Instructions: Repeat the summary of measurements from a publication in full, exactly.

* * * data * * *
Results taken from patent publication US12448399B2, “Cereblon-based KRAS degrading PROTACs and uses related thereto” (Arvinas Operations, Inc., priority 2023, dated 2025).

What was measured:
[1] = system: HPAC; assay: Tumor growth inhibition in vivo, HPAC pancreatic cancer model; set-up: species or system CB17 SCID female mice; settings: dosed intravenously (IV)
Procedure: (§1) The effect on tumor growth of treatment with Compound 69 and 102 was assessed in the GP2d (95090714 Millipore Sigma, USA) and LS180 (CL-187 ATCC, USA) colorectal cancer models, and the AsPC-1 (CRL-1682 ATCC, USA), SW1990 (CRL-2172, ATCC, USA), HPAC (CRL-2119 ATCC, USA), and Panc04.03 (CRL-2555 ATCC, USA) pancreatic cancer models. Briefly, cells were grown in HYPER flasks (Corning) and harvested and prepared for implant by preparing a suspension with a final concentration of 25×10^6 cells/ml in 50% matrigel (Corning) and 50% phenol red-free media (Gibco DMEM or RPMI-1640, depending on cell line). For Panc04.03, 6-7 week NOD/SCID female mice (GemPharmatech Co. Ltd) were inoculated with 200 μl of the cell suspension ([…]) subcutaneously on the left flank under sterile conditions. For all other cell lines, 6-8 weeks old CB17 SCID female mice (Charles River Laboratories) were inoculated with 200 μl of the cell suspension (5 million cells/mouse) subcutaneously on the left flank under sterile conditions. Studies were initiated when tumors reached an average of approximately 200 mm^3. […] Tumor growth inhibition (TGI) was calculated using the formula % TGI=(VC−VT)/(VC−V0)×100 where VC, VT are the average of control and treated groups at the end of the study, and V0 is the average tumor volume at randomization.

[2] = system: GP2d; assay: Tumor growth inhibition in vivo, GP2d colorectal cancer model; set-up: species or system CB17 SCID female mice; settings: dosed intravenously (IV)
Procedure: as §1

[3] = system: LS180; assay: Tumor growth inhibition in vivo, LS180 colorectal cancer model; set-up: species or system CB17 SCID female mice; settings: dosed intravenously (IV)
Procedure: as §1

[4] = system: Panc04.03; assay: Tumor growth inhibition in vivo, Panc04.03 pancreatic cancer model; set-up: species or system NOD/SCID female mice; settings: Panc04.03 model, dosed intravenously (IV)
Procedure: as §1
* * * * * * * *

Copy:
Results taken from patent publication US12448399B2, “Cereblon-based KRAS degrading PROTACs and uses related thereto” (Arvinas Operations, Inc., priority 2023, dated 2025).

What was measured:
[1] = system: HPAC; assay: Tumor growth inhibition in vivo, HPAC pancreatic cancer model; set-up: species or system CB17 SCID female mice; settings: dosed intravenously (IV)
Procedure: (§1) The effect on tumor growth of treatment with Compound 69 and 102 was assessed in the GP2d (95090714 Millipore Sigma, USA) and LS180 (CL-187 ATCC, USA) colorectal cancer models, and the AsPC-1 (CRL-1682 ATCC, USA), SW1990 (CRL-2172, ATCC, USA), HPAC (CRL-2119 ATCC, USA), and Panc04.03 (CRL-2555 ATCC, USA) pancreatic cancer models. Briefly, cells were grown in HYPER flasks (Corning) and harvested and prepared for implant by preparing a suspension with a final concentration of 25×10^6 cells/ml in 50% matrigel (Corning) and 50% phenol red-free media (Gibco DMEM or RPMI-1640, depending on cell line). For Panc04.03, 6-7 week NOD/SCID female mice (GemPharmatech Co. Ltd) were inoculated with 200 μl of the cell suspension ([…]) subcutaneously on the left flank under sterile conditions. For all other cell lines, 6-8 weeks old CB17 SCID female mice (Charles River Laboratories) were inoculated with 200 μl of the cell suspension (5 million cells/mouse) subcutaneously on the left flank under sterile conditions. Studies were initiated when tumors reached an average of approximately 200 mm^3. […] Tumor growth inhibition (TGI) was calculated using the formula % TGI=(VC−VT)/(VC−V0)×100 where VC, VT are the average of control and treated groups at the end of the study, and V0 is the average tumor volume at randomization.

[2] = system: GP2d; assay: Tumor growth inhibition in vivo, GP2d colorectal cancer model; set-up: species or system CB17 SCID female mice; settings: dosed intravenously (IV)
Procedure: as §1

[3] = system: LS180; assay: Tumor growth inhibition in vivo, LS180 colorectal cancer model; set-up: species or system CB17 SCID female mice; settings: dosed intravenously (IV)
Procedure: as §1

[4] = system: Panc04.03; assay: Tumor growth inhibition in vivo, Panc04.03 pancreatic cancer model; set-up: species or system NOD/SCID female mice; settings: Panc04.03 model, dosed intravenously (IV)
Procedure: as §1